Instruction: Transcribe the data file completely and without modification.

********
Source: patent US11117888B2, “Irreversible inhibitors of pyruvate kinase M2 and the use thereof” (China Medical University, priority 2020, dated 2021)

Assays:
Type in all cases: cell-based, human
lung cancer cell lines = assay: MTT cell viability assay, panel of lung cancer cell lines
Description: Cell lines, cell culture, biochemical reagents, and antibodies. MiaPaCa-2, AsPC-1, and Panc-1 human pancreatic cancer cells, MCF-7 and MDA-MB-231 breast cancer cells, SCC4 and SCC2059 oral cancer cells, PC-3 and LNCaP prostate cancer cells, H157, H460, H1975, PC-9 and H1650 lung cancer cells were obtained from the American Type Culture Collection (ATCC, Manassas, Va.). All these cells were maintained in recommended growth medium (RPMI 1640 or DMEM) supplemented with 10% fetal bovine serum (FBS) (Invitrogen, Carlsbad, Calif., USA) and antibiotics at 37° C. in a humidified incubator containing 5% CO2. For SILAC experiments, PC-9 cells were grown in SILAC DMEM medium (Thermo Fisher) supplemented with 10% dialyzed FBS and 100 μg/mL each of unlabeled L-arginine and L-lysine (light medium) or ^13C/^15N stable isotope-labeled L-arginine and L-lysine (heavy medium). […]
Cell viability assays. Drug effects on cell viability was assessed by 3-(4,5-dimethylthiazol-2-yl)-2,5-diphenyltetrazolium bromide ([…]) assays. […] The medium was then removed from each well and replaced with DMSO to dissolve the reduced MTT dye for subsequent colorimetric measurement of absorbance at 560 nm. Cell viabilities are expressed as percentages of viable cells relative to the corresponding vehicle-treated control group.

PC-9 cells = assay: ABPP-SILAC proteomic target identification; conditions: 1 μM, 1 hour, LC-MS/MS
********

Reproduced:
Source: patent US11117888B2, “Irreversible inhibitors of pyruvate kinase M2 and the use thereof” (China Medical University, priority 2020, dated 2021)

Assays:
Type in all cases: cell-based, human
lung cancer cell lines = assay: MTT cell viability assay, panel of lung cancer cell lines
Description: Cell lines, cell culture, biochemical reagents, and antibodies. MiaPaCa-2, AsPC-1, and Panc-1 human pancreatic cancer cells, MCF-7 and MDA-MB-231 breast cancer cells, SCC4 and SCC2059 oral cancer cells, PC-3 and LNCaP prostate cancer cells, H157, H460, H1975, PC-9 and H1650 lung cancer cells were obtained from the American Type Culture Collection (ATCC, Manassas, Va.). All these cells were maintained in recommended growth medium (RPMI 1640 or DMEM) supplemented with 10% fetal bovine serum (FBS) (Invitrogen, Carlsbad, Calif., USA) and antibiotics at 37° C. in a humidified incubator containing 5% CO2. For SILAC experiments, PC-9 cells were grown in SILAC DMEM medium (Thermo Fisher) supplemented with 10% dialyzed FBS and 100 μg/mL each of unlabeled L-arginine and L-lysine (light medium) or ^13C/^15N stable isotope-labeled L-arginine and L-lysine (heavy medium). […]
Cell viability assays. Drug effects on cell viability was assessed by 3-(4,5-dimethylthiazol-2-yl)-2,5-diphenyltetrazolium bromide ([…]) assays. […] The medium was then removed from each well and replaced with DMSO to dissolve the reduced MTT dye for subsequent colorimetric measurement of absorbance at 560 nm. Cell viabilities are expressed as percentages of viable cells relative to the corresponding vehicle-treated control group.

PC-9 cells = assay: ABPP-SILAC proteomic target identification; conditions: 1 μM, 1 hour, LC-MS/MS